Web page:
Operation Manna & Chowhound
As World War II raged in late 1944, conditions in the occupied Netherlands began to deteriorate. In retribution for strikes during the Allies' Operation Market Garden in September 1944, the Germans began cutting food shipments to Dutch cities. This combined with severe, cold weather led to the specter of widespread starvation in early 1945. Though food shipments from neutral countries such as Sweden and Switzerland aided the situation, the "Hunger Winter" continued. In April, with the situation critical, the Dutch royal family approached the Allies seeking help for their countrymen.
Meeting with Supreme Allied Commander General Dwight D. Eisenhower, Prince Bernhard asked the American to negotiate a temporary truce so that food could be air dropped over the western Netherlands. Lacking the power to negotiate with the Germans, Eisenhower referred the prince to his political superiors. Meeting with Winston Churchill, Bernhard found the British prime minister skeptical, but willing to move forward. President Franklin D. Roosevelt offered no objections as long as their Soviet allies were allowed to participate in the truce talks.
Though unable to operate on his own, Eisenhower ordered Air Commodore Andrew Geddes to begin planning an aerial relief effort. For the operation, Geddes would have access to three groups from Air Marshal Arthur Harris' Bomber Command as well as three wings from the US Eighth Air Force. On April 23, Chief of Staff General George C. Marshall authorized Eisenhower to reach out to the Germans regarding a temporary truce in the Netherlands. Proceeding, Eisenhower ordered a message broadcast over the BBC and Radio Orange stating that Allied bombers would be coming on a mission of peace to deliver food
Receiving the message, Reichskommissar Arthur Seyss-Inquart, the German governor of the Netherlands, began meeting with Dutch organizers to determine drop zones and food distribution. In addition, he opened communications with the Supreme Headquarter Allied Expeditionary Force (SHAEF) so that negotiations could begin. Meeting at Achterveld, Allied leaders presented Geddes' plan to the Germans under the belief that they would readily accept it. Finding that Seyss-Inquart had not empowered the delegation to approve or discuss SHAEF's proposal, the Allies informed them that drops would commence the next day.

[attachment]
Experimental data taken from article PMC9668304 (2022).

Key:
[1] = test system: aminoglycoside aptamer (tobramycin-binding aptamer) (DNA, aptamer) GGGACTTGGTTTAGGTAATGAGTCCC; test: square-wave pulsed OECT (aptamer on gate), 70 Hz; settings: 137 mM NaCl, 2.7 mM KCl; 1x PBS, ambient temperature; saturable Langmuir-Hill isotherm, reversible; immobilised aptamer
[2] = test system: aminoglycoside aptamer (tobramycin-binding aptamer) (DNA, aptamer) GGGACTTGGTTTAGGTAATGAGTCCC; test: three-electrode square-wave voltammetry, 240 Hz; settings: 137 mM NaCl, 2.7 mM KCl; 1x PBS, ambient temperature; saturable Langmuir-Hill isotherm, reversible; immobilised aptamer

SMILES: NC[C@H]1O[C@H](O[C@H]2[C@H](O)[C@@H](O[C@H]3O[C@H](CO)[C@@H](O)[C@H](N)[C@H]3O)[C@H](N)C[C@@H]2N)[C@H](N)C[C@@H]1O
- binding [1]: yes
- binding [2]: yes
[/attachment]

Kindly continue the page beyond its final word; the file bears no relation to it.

Dubbed Operation Manna, Royal Air Force began relief flights early on April 29. Flying Lancaster bombers at low altitude, the test flight was a success and was not fired on by the Germans despite the lack of an official truce. Learning this, Geddes began the full-scale operation later that day with aircraft from Groups 1, 3, and 8. Drop zones at Leiden, The Hague, Rotterdam, and Gouda were marked by Mosquitoes from 105 and 109 Squadrons. While the flights continued, both sides met again on April 30. Attending in person, Seyss-Inquart agreed to a truce and to increase the number of drop zones to ten on May 2.
The next day, American B-17s joined effort under the name Operation Chowhound. Prevented from starting flights on April 28 due to poor weather, the arrival of the American aircraft doubled the amount of food reaching the Netherlands each day. Continuing through the surrender of Germany on May 8,
Operations Manna and Chowhound delivered 6,680 and 4,000 tons of food respectively. On the ground, Dutch teams gathered to distribute it to the starving population, though due to travel difficulties this sometimes took up to ten days.
Though the Germans largely withheld their fire, both operations sustained some losses as three aircraft were lost, two to a collision and third to an engine fire.
Quo Fata Vocant-Whither the Fates call